Wednesday, August 19, 2009

Characters & TV

Lately I've been thinking a lot about branded stuff and the impact of TV on Jacob. And quite frankly, I'm a little torn. The first time I really thought about this stuff was right before Jacob's birthday. We went to Party City to pick out decorations, and among them were some really cute Sesame Street-themed first birthday items. They were cute (despite my dislike of all things Elmo), but I decided against them, primarily because Jacob really isn't into that stuff. But then I got to thinking about it. Why isn't he into Sesame Street? Well, he's not home during the day when it's on TV. He has a couple books, but that probably doesn't carry the same impact as real, live puppets (is that an oxymoron?). He just hasn't had the opportunity to get sucked in...yet.

When it comes to TV in general, when we're home at night or on weekends the TV is generally tuned to what we want to watch. Why? Well, for one, Jacob doesn't have the attention span to sit and watch TV for long, so why leave it on a kid show when there's something else we'd rather be watching? And second, do I really want to encourage him to watch TV by putting on something he'd really like? The experts recommend against any TV until kids hit age 2. We're already going against the recommendations merely by having it on in the background (they say that the background noise, etc., makes kids less able to focus for long periods of time), but I'm still torn. Is it better to have something educational and kid-friendly on TV in the event Jacob does stop and watch it, or should we just leave it as is and hope he keeps ignoring it? When I used to have to put Jacob in the pack-n-play while I was getting ready in the morning, I used to leave the TV on Blue's Clues, my favorite kid show. While he wasn't watching it specifically, I figured that if he got bored with his toys and stood up to yell for us, maybe it would grab his attention and buy us a few more minutes. Maybe he'd like the songs or even learn something. It was hard to tell if he really ever paid attention, though. He's been sleeping later lately, so it hasn't been an issue for a while.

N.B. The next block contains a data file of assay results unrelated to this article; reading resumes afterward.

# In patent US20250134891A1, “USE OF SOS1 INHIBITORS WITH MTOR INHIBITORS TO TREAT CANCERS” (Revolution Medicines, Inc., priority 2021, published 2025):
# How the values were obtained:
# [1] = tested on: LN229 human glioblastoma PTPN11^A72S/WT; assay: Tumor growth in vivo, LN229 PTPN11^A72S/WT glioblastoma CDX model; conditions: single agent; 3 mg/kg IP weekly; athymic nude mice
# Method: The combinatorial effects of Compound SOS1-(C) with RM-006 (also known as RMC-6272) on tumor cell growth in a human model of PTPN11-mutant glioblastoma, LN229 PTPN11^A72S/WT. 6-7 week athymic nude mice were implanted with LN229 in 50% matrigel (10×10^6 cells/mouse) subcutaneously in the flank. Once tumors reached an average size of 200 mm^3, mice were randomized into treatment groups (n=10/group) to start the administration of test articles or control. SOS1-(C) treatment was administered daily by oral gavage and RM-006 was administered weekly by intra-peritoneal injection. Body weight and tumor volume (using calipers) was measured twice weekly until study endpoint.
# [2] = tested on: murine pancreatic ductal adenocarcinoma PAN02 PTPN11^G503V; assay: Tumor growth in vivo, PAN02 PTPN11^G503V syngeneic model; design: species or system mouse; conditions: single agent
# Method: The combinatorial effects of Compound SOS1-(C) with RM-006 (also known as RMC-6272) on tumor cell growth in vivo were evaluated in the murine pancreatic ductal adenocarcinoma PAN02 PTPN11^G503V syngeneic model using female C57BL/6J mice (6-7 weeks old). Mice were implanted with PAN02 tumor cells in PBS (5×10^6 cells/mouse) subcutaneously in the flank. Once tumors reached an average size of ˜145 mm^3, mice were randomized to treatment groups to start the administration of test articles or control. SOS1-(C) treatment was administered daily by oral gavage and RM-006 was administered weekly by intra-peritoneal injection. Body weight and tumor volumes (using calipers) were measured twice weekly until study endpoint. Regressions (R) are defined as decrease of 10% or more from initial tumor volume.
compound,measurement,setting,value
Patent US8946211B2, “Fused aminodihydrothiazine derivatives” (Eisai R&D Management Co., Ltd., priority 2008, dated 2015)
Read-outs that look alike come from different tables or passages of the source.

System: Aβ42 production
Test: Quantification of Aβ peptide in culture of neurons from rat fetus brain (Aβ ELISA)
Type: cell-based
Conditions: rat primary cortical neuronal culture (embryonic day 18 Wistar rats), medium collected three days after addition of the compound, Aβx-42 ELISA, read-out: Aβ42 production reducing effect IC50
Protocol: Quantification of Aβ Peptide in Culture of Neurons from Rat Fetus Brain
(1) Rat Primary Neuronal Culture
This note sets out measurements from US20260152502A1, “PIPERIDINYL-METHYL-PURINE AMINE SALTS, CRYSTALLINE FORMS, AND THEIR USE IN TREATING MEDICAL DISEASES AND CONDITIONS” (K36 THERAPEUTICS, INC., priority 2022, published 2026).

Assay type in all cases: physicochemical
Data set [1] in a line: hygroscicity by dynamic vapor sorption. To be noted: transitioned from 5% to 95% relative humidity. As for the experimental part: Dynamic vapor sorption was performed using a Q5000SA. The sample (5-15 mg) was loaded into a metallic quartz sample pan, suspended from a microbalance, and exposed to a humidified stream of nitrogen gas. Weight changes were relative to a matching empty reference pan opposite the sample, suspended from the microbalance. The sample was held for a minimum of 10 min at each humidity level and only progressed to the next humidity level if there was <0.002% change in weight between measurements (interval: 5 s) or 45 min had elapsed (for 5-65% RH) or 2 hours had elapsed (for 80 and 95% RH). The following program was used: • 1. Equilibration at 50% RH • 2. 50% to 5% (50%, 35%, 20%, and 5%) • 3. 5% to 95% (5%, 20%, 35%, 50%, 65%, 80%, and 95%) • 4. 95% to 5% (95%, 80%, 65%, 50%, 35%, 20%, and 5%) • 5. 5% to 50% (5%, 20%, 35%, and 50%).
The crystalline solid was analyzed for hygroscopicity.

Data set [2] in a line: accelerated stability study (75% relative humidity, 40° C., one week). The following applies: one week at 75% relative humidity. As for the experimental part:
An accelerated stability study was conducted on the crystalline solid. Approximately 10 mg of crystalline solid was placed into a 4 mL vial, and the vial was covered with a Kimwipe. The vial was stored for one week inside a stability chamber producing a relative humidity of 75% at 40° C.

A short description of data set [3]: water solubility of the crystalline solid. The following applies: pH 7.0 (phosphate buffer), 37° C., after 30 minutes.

More recently, though, he's been watching a lot of baseball with Craig. It seems harmless enough. He never stares at it for more than 10 seconds or so at a time. I read somewhere once that babies don't have the ability to distinguish between reality and what they see on TV...so in their minds, if there's a monster on TV, that monster could come through the TV and into the living room. I told Craig that and he definitely cut down a bit on watching some of his movies while Jacob was around. Things like Star Wars and Indiana Jones seem harmless enough, particularly before Jacob's really able to take it all in, but when you look at it from a baby's perspective and ponder what he thinks when he sees explosions and things like that, it definitely makes you think twice.

But back to the branding issue...since he doesn't watch a lot of kid-themed TV, is he destined to be uninterested in characters? You only learn about stuff like that from TV, movies and toys (and perhaps books as well). He's got some Sesame Street books and a cool Cookie Monster puppet, and I'm sure at some point we'll get into movies as well. While I don't necessarily relish the thought of his wardrobe consisting of character-themed attire or having the house overrun with action figures, I also know that stuff like that can mold his identity a little bit. You know...He's a fan of _______. We'll know better what kind of gifts he might like, or what show to DVR for him when we need something on hand to keep him occupied. He'll be able to discuss it with his friends. And yes, I know that he can get into plenty of things that don't involve characters (ummm, baseball, perhaps?), but I wonder if it's still something we should encourage at some point to make sure he's a "normal" kid. I still don't want to leave him in front of the TV like a little zombie, but I'm sure those moments will come at some point no matter what. Heck, I watched a lot of TV as a kid. I usually played while I did it, though, and I think a lot of what I watched was at least partly educational (even game shows, to some degree). I turned out ok, but I can't vouch for the educational value of today's TV. I'm sure a lot of the kids stuff is great, but should I be worried that there are so many kids channels out there now that there's always something on? At least I resorted to other things when I eventually got bored. Hmmm.

It's interesting food for thought.

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